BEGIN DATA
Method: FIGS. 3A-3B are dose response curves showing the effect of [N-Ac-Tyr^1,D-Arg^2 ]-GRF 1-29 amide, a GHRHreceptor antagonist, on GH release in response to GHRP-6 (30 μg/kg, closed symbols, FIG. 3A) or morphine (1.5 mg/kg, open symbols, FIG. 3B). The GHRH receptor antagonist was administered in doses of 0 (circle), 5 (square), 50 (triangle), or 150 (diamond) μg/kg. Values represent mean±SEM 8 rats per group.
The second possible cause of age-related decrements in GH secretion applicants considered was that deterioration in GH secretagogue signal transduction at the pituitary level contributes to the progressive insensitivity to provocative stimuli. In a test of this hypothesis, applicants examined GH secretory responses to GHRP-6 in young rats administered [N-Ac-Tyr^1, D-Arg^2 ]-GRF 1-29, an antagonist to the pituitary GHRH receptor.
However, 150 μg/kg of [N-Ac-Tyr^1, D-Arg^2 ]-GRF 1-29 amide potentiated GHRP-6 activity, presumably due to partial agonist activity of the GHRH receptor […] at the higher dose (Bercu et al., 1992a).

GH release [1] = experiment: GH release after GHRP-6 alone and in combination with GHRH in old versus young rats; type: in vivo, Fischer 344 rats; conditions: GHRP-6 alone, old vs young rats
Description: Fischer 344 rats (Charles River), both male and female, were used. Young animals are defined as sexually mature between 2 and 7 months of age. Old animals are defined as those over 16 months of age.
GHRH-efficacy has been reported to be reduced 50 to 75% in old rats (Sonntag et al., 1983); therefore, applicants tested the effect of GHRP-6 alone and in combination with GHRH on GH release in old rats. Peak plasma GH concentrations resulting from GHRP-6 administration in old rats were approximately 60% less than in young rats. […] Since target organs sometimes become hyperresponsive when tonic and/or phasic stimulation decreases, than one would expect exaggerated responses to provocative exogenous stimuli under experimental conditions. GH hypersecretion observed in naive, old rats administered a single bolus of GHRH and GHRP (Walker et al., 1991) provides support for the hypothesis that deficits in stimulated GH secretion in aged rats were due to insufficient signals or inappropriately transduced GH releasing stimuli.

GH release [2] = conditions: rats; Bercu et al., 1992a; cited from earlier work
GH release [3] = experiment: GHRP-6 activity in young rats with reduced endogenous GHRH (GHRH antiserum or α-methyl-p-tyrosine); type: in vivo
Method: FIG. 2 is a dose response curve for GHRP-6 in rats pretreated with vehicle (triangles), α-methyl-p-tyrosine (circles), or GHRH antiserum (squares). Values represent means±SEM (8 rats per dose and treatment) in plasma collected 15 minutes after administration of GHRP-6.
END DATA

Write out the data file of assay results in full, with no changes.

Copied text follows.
Method: FIGS. 3A-3B are dose response curves showing the effect of [N-Ac-Tyr^1,D-Arg^2 ]-GRF 1-29 amide, a GHRHreceptor antagonist, on GH release in response to GHRP-6 (30 μg/kg, closed symbols, FIG. 3A) or morphine (1.5 mg/kg, open symbols, FIG. 3B). The GHRH receptor antagonist was administered in doses of 0 (circle), 5 (square), 50 (triangle), or 150 (diamond) μg/kg. Values represent mean±SEM 8 rats per group.
The second possible cause of age-related decrements in GH secretion applicants considered was that deterioration in GH secretagogue signal transduction at the pituitary level contributes to the progressive insensitivity to provocative stimuli. In a test of this hypothesis, applicants examined GH secretory responses to GHRP-6 in young rats administered [N-Ac-Tyr^1, D-Arg^2 ]-GRF 1-29, an antagonist to the pituitary GHRH receptor.
However, 150 μg/kg of [N-Ac-Tyr^1, D-Arg^2 ]-GRF 1-29 amide potentiated GHRP-6 activity, presumably due to partial agonist activity of the GHRH receptor […] at the higher dose (Bercu et al., 1992a).

GH release [1] = experiment: GH release after GHRP-6 alone and in combination with GHRH in old versus young rats; type: in vivo, Fischer 344 rats; conditions: GHRP-6 alone, old vs young rats
Description: Fischer 344 rats (Charles River), both male and female, were used. Young animals are defined as sexually mature between 2 and 7 months of age. Old animals are defined as those over 16 months of age.
GHRH-efficacy has been reported to be reduced 50 to 75% in old rats (Sonntag et al., 1983); therefore, applicants tested the effect of GHRP-6 alone and in combination with GHRH on GH release in old rats. Peak plasma GH concentrations resulting from GHRP-6 administration in old rats were approximately 60% less than in young rats. […] Since target organs sometimes become hyperresponsive when tonic and/or phasic stimulation decreases, than one would expect exaggerated responses to provocative exogenous stimuli under experimental conditions. GH hypersecretion observed in naive, old rats administered a single bolus of GHRH and GHRP (Walker et al., 1991) provides support for the hypothesis that deficits in stimulated GH secretion in aged rats were due to insufficient signals or inappropriately transduced GH releasing stimuli.

GH release [2] = conditions: rats; Bercu et al., 1992a; cited from earlier work
GH release [3] = experiment: GHRP-6 activity in young rats with reduced endogenous GHRH (GHRH antiserum or α-methyl-p-tyrosine); type: in vivo
Method: FIG. 2 is a dose response curve for GHRP-6 in rats pretreated with vehicle (triangles), α-methyl-p-tyrosine (circles), or GHRH antiserum (squares). Values represent means±SEM (8 rats per dose and treatment) in plasma collected 15 minutes after administration of GHRP-6.